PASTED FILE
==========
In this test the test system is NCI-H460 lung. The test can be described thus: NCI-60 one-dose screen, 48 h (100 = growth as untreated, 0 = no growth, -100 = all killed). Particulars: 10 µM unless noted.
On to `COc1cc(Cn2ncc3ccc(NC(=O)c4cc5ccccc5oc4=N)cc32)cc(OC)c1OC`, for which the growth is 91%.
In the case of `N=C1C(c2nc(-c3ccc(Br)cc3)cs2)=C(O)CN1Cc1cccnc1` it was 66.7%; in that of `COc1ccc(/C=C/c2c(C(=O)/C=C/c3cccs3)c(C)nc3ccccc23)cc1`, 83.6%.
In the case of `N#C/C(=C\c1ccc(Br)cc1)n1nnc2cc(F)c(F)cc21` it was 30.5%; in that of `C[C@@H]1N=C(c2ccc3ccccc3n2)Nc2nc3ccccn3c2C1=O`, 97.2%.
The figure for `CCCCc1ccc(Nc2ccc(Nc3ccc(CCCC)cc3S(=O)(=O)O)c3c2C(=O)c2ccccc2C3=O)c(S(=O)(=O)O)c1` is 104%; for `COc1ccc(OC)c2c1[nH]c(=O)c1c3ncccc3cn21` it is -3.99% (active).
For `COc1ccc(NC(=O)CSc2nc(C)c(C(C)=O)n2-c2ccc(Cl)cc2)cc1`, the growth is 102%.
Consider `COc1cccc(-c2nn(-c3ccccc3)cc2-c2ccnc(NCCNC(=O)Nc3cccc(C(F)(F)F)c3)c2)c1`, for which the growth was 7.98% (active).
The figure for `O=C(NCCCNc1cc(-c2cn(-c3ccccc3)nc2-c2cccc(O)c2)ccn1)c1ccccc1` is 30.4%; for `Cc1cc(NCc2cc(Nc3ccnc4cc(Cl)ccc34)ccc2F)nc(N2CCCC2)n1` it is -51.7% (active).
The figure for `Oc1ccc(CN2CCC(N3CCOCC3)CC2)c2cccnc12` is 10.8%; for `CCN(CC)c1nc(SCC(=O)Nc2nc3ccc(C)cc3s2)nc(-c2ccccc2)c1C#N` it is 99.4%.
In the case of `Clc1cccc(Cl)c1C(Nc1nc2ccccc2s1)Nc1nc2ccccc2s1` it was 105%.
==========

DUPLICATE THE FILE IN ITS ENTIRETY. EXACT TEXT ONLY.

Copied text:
In this test the test system is NCI-H460 lung. The test can be described thus: NCI-60 one-dose screen, 48 h (100 = growth as untreated, 0 = no growth, -100 = all killed). Particulars: 10 µM unless noted.
On to `COc1cc(Cn2ncc3ccc(NC(=O)c4cc5ccccc5oc4=N)cc32)cc(OC)c1OC`, for which the growth is 91%.
In the case of `N=C1C(c2nc(-c3ccc(Br)cc3)cs2)=C(O)CN1Cc1cccnc1` it was 66.7%; in that of `COc1ccc(/C=C/c2c(C(=O)/C=C/c3cccs3)c(C)nc3ccccc23)cc1`, 83.6%.
In the case of `N#C/C(=C\c1ccc(Br)cc1)n1nnc2cc(F)c(F)cc21` it was 30.5%; in that of `C[C@@H]1N=C(c2ccc3ccccc3n2)Nc2nc3ccccn3c2C1=O`, 97.2%.
The figure for `CCCCc1ccc(Nc2ccc(Nc3ccc(CCCC)cc3S(=O)(=O)O)c3c2C(=O)c2ccccc2C3=O)c(S(=O)(=O)O)c1` is 104%; for `COc1ccc(OC)c2c1[nH]c(=O)c1c3ncccc3cn21` it is -3.99% (active).
For `COc1ccc(NC(=O)CSc2nc(C)c(C(C)=O)n2-c2ccc(Cl)cc2)cc1`, the growth is 102%.
Consider `COc1cccc(-c2nn(-c3ccccc3)cc2-c2ccnc(NCCNC(=O)Nc3cccc(C(F)(F)F)c3)c2)c1`, for which the growth was 7.98% (active).
The figure for `O=C(NCCCNc1cc(-c2cn(-c3ccccc3)nc2-c2cccc(O)c2)ccn1)c1ccccc1` is 30.4%; for `Cc1cc(NCc2cc(Nc3ccnc4cc(Cl)ccc34)ccc2F)nc(N2CCCC2)n1` it is -51.7% (active).
The figure for `Oc1ccc(CN2CCC(N3CCOCC3)CC2)c2cccnc12` is 10.8%; for `CCN(CC)c1nc(SCC(=O)Nc2nc3ccc(C)cc3s2)nc(-c2ccccc2)c1C#N` it is 99.4%.
In the case of `Clc1cccc(Cl)c1C(Nc1nc2ccccc2s1)Nc1nc2ccccc2s1` it was 105%.